19 Women Leading Math and Physics

Reprinted with permission from Quanta Abstractions

The pipeline of women pursuing mathematics and physics is still dreadfully leaky. Because there are so few women in senior positions, aspiring researchers lack female mentors, perpetuating a sense of not belonging.Clockwise from top left: Suchitra Sebastian, Sylvia Serfaty, Helen Quinn, Maryam Mirzakhani, Janet Conrad, Cynthia Dwork, Janna Levin, Elena Aprile and Miranda Cheng. Credit: Olena Shmahalo / Quanta Magazine

n an interview with  last fall, the eminent theoretical physicist  recalled her uncertainty, as a Stanford University undergraduate in the 1960s, about whether to pursue a career in physics or become

You're reading a preview, sign up to read more.

More from Nautilus

Nautilus12 min read
We Need Insects More Than They Need Us: Inside the world of plastic-eating worms, dung-rolling beetles, and agricultural ants..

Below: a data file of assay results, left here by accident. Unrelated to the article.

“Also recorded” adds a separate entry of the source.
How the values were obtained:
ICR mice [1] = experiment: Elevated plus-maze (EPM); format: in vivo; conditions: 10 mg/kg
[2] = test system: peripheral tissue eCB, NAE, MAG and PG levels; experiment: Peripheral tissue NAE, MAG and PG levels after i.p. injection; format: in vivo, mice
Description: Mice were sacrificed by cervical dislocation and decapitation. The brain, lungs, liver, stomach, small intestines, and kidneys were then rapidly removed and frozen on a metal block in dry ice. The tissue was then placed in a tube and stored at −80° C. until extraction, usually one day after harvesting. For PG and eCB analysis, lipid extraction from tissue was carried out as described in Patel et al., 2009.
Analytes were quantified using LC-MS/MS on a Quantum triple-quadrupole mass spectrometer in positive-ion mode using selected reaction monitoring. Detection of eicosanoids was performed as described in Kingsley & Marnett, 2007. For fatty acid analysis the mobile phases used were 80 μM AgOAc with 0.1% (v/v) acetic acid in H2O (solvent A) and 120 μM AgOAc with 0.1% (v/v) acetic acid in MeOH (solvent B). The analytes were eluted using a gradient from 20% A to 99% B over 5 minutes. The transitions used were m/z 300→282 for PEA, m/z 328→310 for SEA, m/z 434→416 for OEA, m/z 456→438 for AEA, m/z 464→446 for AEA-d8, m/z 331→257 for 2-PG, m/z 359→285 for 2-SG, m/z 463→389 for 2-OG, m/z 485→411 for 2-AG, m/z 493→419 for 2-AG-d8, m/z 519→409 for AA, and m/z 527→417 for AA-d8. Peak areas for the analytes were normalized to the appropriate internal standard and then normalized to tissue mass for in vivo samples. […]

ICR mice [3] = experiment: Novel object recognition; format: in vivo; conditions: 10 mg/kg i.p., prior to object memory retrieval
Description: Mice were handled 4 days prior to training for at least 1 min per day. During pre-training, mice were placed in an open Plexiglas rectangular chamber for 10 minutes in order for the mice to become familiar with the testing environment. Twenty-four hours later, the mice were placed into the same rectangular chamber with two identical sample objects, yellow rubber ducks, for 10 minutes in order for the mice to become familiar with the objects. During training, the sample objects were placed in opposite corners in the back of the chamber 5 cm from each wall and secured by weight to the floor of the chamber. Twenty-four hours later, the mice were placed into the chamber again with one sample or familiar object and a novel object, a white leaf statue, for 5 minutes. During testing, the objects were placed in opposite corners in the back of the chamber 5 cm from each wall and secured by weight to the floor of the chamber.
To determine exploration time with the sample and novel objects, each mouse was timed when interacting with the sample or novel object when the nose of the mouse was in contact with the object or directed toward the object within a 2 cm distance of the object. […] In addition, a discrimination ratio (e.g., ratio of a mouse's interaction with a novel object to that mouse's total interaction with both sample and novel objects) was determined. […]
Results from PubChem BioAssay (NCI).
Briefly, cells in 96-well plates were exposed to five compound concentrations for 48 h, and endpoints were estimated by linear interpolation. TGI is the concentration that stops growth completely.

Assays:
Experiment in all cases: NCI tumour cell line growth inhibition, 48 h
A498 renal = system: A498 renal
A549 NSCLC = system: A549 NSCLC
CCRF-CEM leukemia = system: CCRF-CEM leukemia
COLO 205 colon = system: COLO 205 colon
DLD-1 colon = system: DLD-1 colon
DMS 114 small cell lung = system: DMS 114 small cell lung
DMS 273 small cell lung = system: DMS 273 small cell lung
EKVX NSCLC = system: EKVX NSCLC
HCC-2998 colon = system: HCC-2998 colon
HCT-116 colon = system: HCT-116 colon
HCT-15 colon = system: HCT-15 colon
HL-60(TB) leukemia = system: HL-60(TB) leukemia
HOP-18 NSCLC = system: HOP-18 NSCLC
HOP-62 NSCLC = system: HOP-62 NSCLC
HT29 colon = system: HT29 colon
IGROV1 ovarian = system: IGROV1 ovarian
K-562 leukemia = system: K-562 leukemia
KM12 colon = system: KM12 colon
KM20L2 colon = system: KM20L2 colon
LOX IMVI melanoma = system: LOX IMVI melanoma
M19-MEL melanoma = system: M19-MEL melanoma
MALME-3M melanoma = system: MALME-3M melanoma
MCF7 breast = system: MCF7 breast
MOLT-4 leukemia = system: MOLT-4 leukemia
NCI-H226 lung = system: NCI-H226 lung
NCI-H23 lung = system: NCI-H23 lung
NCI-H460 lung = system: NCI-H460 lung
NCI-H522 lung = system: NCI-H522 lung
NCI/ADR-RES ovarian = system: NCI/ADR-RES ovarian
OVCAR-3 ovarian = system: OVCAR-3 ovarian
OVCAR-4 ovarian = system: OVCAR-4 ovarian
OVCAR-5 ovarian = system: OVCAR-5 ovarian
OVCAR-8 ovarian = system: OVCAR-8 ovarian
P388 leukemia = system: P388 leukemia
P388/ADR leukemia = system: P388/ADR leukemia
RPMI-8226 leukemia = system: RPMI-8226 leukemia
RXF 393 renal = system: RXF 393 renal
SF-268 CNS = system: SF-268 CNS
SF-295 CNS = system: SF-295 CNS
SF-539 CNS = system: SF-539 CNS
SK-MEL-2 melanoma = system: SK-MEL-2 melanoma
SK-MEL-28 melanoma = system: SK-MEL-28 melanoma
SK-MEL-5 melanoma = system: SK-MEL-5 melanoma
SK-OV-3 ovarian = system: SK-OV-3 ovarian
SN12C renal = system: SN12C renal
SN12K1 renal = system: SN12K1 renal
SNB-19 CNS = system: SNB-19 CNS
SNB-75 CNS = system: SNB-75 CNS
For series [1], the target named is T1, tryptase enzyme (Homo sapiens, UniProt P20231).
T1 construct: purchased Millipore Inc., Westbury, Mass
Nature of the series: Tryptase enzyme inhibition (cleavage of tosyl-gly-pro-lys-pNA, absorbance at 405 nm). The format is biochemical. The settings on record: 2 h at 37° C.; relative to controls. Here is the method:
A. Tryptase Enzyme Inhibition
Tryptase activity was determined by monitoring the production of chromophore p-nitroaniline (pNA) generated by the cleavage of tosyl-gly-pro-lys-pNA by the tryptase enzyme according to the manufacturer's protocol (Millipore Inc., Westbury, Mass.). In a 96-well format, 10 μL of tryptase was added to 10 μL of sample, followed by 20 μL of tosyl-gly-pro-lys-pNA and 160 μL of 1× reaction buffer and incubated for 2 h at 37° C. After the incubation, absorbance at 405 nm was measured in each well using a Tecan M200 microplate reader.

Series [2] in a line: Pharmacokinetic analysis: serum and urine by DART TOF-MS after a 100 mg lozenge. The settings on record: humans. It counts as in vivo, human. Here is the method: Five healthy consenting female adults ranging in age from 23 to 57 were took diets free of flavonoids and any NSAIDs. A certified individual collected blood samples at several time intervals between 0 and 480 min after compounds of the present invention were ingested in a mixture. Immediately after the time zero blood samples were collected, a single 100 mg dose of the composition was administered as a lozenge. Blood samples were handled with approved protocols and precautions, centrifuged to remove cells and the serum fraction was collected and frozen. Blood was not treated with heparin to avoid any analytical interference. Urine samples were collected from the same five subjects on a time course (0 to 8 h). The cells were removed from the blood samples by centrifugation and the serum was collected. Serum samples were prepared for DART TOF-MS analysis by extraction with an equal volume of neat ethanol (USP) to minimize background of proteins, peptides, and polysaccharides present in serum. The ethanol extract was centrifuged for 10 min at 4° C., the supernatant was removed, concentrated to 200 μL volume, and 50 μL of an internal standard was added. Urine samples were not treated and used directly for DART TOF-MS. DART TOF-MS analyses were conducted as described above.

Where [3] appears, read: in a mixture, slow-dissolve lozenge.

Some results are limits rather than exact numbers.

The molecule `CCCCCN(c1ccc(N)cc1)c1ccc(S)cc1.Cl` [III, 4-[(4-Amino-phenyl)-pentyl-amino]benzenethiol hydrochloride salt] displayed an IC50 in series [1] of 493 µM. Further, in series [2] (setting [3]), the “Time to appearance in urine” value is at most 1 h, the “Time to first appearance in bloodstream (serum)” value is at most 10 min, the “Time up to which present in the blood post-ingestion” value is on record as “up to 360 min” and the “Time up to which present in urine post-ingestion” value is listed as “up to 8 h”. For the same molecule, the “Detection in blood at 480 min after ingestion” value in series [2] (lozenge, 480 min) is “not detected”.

The interconnection of the world is a wonder. Consider the United States Declaration of Independence, says Anne Sverdrup-Thygeson, a conservation biologist. It was written with the help of a wasp. In July, 1776, when Timothy Matlack, a clerk with sta
Nautilus5 min readPsychology
It Takes A Village To Raise A Meerkat: What the rare cooperative species tells us about ourselves.
Living in the flat, arid landscape of the Kalahari, meerkats are one of the most cooperative species of mammal on the planet. The scarcity of food and few places to hide from predators has led them to live in groups where they share the tasks of fora
Nautilus12 min readScience
When the Earth Had Two Moons: A new model—“The Big Splat”—explains the strange asymmetry of the moon.
For more than half a century, the moon had been mocking the best minds in science, and for Erik Asphaug enough was enough. The taunting began three years before Asphaug was born. On Oct. 7, 1959, the Soviet Luna 3 spacecraft looped behind the moon, s